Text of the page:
Hilaire Belloc bought King's Land (in Shipley, Sussex), 5 acres and a working windmill for £1000 in 1907 and it was his home for the rest of his life. Belloc loved Sussex as few other writers have loved her: he lived there for most of his 83 years, he tramped the length and breadth of the county, slept under her hedgerows, drank in her inns, sailed her coast and her rivers and wrote several incomparable books about her. "He does not die that can bequeath Some influence to the land he knows, Or dares, persistent, interwreath Love permanent with the wild hedgerows; He does not die, but still remains Substantiate with his darling plains."

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Wednesday, 10 August 2011

Hilaire Belloc and Pink Floyd


Matilda Mother

From Wikipedia, the free encyclopedia
"Matilda Mother"
Song by Pink Floyd from the album The Piper at the Gates of Dawn
Released5 August 1967
RecordedFebruary 1967
GenrePsychedelic rock
LabelColumbia/EMI (UK) Capitol (US)
WriterSyd Barrett
ProducerNorman Smith
The Piper at the Gates of Dawn track listing
Lucifer Sam
"Matilda Mother"
"Matilda Mother" is a song by British psychedelic rock band Pink Floyd, and is featured on their debut album, The Piper at the Gates of Dawn (1967).[1][2] Written by Syd Barrett, the song is sung mostly by Richard Wright with Barrett joining in on choruses and singing the whole last verse.



The lyrics quote fragments of fairy tales as read from a book to the singer by his mother ("read(ing) the scribbly black", referring to writing in a book as a child sees it), and in the chorus he implores her to "tell me more". The song also laments the loss of childhood, indicating these narrations are being recalled years later, and notes that "the words had different meaning", suggesting the child may have misinterpreted the stories at the time.[original research?]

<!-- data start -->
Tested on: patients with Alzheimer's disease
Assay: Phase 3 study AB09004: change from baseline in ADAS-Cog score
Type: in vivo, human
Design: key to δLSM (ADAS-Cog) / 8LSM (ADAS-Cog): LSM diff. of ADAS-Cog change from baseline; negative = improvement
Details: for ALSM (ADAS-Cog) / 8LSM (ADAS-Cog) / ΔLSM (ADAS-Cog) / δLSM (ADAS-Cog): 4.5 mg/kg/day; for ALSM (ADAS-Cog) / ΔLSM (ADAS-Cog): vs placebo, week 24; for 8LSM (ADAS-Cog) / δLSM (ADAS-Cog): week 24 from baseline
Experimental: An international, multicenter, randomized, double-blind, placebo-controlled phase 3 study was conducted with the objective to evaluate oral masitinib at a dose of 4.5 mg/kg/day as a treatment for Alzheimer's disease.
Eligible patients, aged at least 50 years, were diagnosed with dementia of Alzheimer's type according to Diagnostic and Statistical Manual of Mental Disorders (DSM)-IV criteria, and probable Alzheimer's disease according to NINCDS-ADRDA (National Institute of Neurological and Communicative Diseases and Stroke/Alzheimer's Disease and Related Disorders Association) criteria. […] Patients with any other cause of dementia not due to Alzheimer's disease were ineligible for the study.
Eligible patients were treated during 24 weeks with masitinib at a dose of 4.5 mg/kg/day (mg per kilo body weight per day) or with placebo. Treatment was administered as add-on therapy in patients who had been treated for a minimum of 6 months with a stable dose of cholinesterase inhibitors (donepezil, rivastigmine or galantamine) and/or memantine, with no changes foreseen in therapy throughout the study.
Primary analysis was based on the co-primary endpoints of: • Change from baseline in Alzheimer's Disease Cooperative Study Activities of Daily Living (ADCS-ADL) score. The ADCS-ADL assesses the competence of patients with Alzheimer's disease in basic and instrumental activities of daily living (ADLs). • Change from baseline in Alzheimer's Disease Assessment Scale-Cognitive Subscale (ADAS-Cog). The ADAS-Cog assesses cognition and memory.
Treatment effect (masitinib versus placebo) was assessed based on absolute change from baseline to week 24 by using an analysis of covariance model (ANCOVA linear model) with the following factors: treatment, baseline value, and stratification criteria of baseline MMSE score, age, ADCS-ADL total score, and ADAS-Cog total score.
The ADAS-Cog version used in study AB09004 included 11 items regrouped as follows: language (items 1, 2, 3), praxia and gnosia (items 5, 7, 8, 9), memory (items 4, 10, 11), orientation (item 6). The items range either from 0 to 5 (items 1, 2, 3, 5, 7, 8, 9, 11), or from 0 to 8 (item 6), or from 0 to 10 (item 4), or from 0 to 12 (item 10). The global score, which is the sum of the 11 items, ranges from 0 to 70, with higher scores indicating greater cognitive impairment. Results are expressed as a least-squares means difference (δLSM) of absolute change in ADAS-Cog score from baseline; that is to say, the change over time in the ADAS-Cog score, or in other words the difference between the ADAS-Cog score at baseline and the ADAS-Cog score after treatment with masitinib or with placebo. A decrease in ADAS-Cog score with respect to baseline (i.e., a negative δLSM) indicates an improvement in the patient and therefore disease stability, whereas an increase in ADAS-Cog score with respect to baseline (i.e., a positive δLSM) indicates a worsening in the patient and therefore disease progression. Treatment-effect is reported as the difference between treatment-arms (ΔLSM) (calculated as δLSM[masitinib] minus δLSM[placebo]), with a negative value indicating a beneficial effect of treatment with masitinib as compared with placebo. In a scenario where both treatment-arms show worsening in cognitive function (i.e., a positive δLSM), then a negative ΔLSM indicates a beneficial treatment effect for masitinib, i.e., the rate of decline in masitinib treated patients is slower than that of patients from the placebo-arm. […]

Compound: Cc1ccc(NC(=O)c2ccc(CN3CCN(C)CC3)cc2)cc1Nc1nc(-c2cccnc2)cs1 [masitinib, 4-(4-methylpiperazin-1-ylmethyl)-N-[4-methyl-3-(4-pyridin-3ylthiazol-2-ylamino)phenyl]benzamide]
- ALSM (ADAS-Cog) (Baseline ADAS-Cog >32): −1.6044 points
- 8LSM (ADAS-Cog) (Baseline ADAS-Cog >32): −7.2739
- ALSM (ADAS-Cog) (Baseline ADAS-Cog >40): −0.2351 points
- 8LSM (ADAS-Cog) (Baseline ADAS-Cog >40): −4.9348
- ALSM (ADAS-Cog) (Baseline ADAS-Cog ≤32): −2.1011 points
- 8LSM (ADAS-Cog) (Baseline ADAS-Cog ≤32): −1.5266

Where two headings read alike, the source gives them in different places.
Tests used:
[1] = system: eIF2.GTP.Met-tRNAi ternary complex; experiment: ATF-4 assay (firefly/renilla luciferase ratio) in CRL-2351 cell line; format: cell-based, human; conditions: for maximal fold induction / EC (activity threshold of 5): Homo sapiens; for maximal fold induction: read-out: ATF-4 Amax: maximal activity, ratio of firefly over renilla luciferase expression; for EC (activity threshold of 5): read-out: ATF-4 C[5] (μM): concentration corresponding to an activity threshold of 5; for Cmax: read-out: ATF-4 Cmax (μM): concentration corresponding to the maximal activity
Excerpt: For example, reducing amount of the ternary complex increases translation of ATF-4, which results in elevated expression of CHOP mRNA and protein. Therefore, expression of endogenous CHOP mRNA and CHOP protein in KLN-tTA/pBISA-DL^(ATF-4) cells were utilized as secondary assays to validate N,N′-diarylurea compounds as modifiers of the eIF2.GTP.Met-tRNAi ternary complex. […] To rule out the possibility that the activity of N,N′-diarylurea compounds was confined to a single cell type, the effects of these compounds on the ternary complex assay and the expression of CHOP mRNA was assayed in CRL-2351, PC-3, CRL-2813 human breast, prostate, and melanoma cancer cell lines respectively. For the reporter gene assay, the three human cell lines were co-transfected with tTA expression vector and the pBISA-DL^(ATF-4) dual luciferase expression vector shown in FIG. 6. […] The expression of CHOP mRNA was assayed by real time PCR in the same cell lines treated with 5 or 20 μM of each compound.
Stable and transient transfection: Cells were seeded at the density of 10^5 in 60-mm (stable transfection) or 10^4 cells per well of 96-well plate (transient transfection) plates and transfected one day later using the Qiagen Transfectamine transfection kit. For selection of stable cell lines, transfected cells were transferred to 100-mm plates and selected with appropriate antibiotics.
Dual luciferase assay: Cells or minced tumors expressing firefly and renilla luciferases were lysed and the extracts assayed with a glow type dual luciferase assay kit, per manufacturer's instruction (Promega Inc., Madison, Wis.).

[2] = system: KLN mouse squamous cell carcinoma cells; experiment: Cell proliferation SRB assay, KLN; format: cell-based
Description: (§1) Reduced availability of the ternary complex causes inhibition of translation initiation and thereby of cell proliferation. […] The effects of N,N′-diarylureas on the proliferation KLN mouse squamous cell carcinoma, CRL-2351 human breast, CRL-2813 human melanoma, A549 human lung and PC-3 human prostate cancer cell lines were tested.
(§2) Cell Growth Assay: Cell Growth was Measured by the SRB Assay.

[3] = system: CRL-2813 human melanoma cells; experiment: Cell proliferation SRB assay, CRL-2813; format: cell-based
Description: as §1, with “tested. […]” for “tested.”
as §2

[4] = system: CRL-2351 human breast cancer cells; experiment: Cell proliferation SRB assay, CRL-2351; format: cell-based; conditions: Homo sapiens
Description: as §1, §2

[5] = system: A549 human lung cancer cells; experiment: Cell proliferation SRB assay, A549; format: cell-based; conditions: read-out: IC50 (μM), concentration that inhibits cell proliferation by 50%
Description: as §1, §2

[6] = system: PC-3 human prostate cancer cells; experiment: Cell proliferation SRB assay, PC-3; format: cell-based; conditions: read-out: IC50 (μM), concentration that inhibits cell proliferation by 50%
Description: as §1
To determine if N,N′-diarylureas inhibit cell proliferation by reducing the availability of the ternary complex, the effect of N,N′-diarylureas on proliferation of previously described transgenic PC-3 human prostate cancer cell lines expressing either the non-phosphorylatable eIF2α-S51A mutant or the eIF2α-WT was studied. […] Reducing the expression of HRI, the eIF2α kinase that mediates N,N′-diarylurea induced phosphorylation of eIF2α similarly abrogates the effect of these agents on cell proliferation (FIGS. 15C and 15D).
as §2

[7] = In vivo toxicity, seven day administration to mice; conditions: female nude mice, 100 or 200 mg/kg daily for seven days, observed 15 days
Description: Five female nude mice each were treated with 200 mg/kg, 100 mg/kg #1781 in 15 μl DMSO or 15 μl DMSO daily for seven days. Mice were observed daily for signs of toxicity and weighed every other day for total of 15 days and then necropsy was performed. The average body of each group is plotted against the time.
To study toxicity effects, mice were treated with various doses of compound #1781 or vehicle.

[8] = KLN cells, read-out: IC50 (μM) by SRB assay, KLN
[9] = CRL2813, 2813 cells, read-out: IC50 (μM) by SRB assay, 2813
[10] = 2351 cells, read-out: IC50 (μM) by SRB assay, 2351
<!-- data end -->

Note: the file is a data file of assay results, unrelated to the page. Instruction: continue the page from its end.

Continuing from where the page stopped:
The song begins with an unusual bass and organ interlude. Roger Waters repeatedly plays the B on the 16th fret of the G-string by varying the lower note from D to F sharp on the D string. Unlike many older beat and pop songs, the guitar rarely plays chords, and most unusually for Western music, Richard Wright provides an organ solo in the F# Phrygian dominant scale with a natural sixth instead of its typical flatted counterpart. The song ends with a simple E mixolydian-based waltz with wordless vocal harmonies of Richard Wright and Syd Barrett.
Barrett originally wrote the song around verses from Hilaire Belloc's Cautionary Tales, in which a series of naughty children, including Matilda, receive their (often gruesome) comeuppance. He was forced to rewrite and re-record the track when Belloc's estate unexpectedly denied permission to use these lyrics.[3]
On the Masters of Rock compilation album, the song was misspelled "Mathilda Mother".


Alternative versions

A previously unheard rendition has been released in a 40th anniversary reissue of Piper at the Gates of Dawn; parts of this version's lyrics are also from Belloc's Cautionary Tales, i.e. Jim and Henry King, whereas the chorus is the same as in the standard version.


  1. ^ Strong, Martin C. (2004). The Great Rock Discography (7th ed.). Edinburgh: Canongate Books. p. 1177. ISBN 1-84195-551-5.
  2. ^ Mabbett, Andy (1995). The Complete Guide to the Music of Pink Floyd. London: Omnibus Press. ISBN 0-7119-4301-X.
  3. ^ "Syd's Fractured Fairy Tales". http://sparebricks.fika.org/sbzine16/books.html. Retrieved 2008-03-18.

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